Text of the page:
Wednesday, January 27, 2010

Epistolary novels


At book club last night, we discussed Sorcery and Cecilia, by Patricia Wrede and Caroline Stevermer. I liked the book. I really did. It was fun and unusual and creative and set in the 19th century and it was an epistolary novel. That last 'and' should probably be a 'but.' I don't have a good history with epistolary novels. I avoid them, and when I do read them, I usually don't like them. That's why The Guernsey Literary and Potato Peel Pie Society (another book club pick and an epistolary novel) was such an unlikely favorite for me. I was caught off guard by it and loved it almost against my will, despite the epistolary-ness of it.

The nature of my damage with epistolary novels is that I think it's disingenuous to have the narrator(s) scribbling away for chapters at a time - often with old-fashioned pen and paper - when in real life, if they did so, they wouldn't have time to actually experience any of the plot. You know, because they'd be writing all day. Sorcery and Cecelia is a fairly egregious offender in that regard.

Another issue is that I find epistolary novels to be singularly disorienting. It takes me much longer to wrap my head around the principal characters and plot of an epistolary novel because the point of view jumps around so much and the reader is thrust right into the middle of the action. I find myself having to pay meticulous attention to tiny details, often flipping back pages to answer questions such as, "wait, who was the letter to? When was it written? And from where?" It can get a little tiresome.


The final off-putting trait of epistolary novels is that in general, you know the characters writing the letters emerge from any and all danger at least relatively unscathed. They're writing the story, after all. Even if a character starts off a letter saying, "Oh, sister, let me tell you all the terrifying and amazing events that have come to pass since I last wrote!" the suspense is killed because, well, she's writing the letter so she's fine. I remember The Woman in White being especially ridiculous in this regard, but it's only partly epistolary so I forgive it.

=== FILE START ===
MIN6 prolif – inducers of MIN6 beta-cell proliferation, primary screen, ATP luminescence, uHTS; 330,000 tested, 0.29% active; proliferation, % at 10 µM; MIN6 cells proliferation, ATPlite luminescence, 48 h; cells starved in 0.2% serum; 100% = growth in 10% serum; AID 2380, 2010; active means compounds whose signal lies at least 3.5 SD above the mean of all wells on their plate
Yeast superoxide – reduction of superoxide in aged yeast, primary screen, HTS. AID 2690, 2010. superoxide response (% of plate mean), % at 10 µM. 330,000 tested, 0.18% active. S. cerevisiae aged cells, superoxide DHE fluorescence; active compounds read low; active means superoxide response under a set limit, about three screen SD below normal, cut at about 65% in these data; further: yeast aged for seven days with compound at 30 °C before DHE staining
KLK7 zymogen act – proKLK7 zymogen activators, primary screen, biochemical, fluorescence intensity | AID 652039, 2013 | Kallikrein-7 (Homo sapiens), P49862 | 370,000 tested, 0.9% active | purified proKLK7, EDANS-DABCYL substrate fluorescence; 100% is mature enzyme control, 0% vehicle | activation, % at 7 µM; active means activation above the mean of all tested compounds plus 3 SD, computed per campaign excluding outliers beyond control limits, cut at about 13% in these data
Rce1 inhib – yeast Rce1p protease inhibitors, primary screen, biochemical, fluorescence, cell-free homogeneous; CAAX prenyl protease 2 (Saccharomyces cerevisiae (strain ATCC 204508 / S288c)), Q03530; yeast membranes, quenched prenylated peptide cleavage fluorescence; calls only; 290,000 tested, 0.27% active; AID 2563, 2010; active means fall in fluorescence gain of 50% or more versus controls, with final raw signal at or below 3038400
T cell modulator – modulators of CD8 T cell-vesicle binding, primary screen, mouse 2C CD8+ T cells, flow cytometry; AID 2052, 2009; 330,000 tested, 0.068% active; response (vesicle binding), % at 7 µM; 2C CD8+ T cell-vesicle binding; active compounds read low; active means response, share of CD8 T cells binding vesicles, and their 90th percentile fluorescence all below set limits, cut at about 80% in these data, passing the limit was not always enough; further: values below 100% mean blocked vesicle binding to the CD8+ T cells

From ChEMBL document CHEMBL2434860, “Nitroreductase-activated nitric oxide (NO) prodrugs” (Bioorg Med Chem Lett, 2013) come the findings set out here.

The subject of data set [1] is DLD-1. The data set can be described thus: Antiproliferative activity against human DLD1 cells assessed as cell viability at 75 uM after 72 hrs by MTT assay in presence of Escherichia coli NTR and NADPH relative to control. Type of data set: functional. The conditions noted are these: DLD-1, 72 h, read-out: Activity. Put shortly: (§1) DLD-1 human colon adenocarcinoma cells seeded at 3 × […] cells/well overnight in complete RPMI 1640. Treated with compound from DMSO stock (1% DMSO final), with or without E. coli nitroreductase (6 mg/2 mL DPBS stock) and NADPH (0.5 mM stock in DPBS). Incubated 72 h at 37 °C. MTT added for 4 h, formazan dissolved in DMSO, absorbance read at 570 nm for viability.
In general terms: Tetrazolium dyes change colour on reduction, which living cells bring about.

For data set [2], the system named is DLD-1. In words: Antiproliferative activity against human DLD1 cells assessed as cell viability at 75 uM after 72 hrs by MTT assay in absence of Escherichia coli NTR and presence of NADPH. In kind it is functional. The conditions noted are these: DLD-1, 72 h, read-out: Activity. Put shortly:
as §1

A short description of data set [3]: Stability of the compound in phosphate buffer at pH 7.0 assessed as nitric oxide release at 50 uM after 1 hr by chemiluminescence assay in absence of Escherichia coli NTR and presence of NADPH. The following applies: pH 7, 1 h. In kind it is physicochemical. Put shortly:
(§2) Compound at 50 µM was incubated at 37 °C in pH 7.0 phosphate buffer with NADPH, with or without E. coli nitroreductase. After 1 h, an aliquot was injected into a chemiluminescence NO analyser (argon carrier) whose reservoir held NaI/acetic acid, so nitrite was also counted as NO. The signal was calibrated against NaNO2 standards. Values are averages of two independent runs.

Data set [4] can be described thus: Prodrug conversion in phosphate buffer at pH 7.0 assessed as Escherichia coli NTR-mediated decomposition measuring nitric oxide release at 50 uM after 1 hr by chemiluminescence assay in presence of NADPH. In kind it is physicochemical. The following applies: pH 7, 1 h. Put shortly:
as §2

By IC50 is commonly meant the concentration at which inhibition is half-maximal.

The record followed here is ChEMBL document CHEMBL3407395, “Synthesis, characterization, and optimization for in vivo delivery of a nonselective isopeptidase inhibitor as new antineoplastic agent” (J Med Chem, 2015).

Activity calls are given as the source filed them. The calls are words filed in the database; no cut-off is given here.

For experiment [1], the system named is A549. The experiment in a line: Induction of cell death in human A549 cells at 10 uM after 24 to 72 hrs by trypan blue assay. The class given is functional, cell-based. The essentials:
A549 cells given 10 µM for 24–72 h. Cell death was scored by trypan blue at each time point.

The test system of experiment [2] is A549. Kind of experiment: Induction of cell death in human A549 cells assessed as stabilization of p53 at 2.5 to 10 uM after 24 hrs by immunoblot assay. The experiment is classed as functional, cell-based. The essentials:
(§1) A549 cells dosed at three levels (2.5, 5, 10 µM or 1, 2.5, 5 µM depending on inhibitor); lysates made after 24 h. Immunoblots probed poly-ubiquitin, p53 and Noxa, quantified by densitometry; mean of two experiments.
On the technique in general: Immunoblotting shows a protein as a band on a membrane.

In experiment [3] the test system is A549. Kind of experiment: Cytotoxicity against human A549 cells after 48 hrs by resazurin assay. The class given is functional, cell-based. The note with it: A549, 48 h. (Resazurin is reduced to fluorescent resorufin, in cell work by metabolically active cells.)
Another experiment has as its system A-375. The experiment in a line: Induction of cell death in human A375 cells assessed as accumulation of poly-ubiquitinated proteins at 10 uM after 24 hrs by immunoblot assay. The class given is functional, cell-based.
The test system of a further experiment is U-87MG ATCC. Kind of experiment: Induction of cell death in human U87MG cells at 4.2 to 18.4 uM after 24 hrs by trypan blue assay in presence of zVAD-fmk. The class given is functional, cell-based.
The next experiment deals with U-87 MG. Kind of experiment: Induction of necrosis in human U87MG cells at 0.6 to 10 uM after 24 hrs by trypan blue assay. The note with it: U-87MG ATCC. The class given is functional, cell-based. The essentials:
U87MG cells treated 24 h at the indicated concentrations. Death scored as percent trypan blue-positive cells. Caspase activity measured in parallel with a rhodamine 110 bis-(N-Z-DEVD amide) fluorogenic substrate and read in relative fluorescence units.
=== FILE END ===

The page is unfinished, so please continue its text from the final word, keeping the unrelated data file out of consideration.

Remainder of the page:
All that said, if an epistolary novel is good enough that I'm willing to suspend disbelief for a while and accept that it really didn't take that long to write all that stuff down, then I'm all for it. As obviously was the case with Guernsey, and, to a slightly lesser extent, Sorcery and Cecilia (which, FYI, I think you should read. It was described to me as a cross between Jane Austen and Harry Potter and that is pretty accurate).

Have you ever thought to form an opinion on epistolary novels? What are the worst offenders of this genre? What are the best examples of it?

8 comments:

Suzanne Bubnash said...

I too loved Guernsey Literary Society once I got into it and wish now there was a sequel. At first I was flipping around to figure out what was going on, which annoyed me. So generally I don't care for that format.

Nancy said...

I read Sorcery and Cecelia years ago and loved it. So I read the sequel--didn't love that. Just a head's up.

But, yes, Sorcery and Cecelia was good, I thought. :) I think part of what made it good is because it is by two authors writing for their respective characters so there really is a "back and forthing" going on instead of an attempt at back and forthing.

Anyway...

Bridget said...

Nancy, the thing that took Sorcery and Cecelia up a notch for me was that it developed unintentionally. These two authors were doing a writing exercise and hadn't discussed plot or anything ahead of time. I thought that was kind of neat.

Liz Johnson said...

Um... I didn't even know what an epistolary novel was until this post. :)

Jennifer said...

Thanks for being able it admit it, Liz. I too had to look it up.

Amber said...

Oh good. I'm glad I wasn't the only one who didn't know what that was.

loradona said...

Hi. I lurk. Until I don't.

Epistolary novels: In general I am not terribly bothered by them, except for Clarissa. Oh, the horror that is Clarissa. I wrote in my own blog about it and my feelings on epistolary novels:

One of the earliest (and longest, oh heavens, the longest) was Clarissa, by Samuel Richardson, the story of a young woman being forced into a marriage at her family's wishes. Her letters are long, drawn out, and full of the female helplessness popular in that time. Oh, my heavens, do I hate that novel. The version I was supposed to read for a class was an abridged version, and it was still immensely huge, and I had to skip parts and skim read to get to the letters where stuff actually happened.

I do like Dracula, however, because as an epistolary work, it has the novelty of having an uncertainty for the characters and their well-being.

I'm sorry, and I'll go back to my regularly scheduled lurking.

Bridget said...

Loradona, I almost mentioned Dracula in this post because it does manage to maintain the suspense even though it is epistolary. The other thing I like about the epistolary device in that book is that you are able to see Jonathan Harker's descent into madness in that first part of the book. In that case, the extreme first-hand point of view of the letters really helps.

LinkWithin

Related Posts with Thumbnails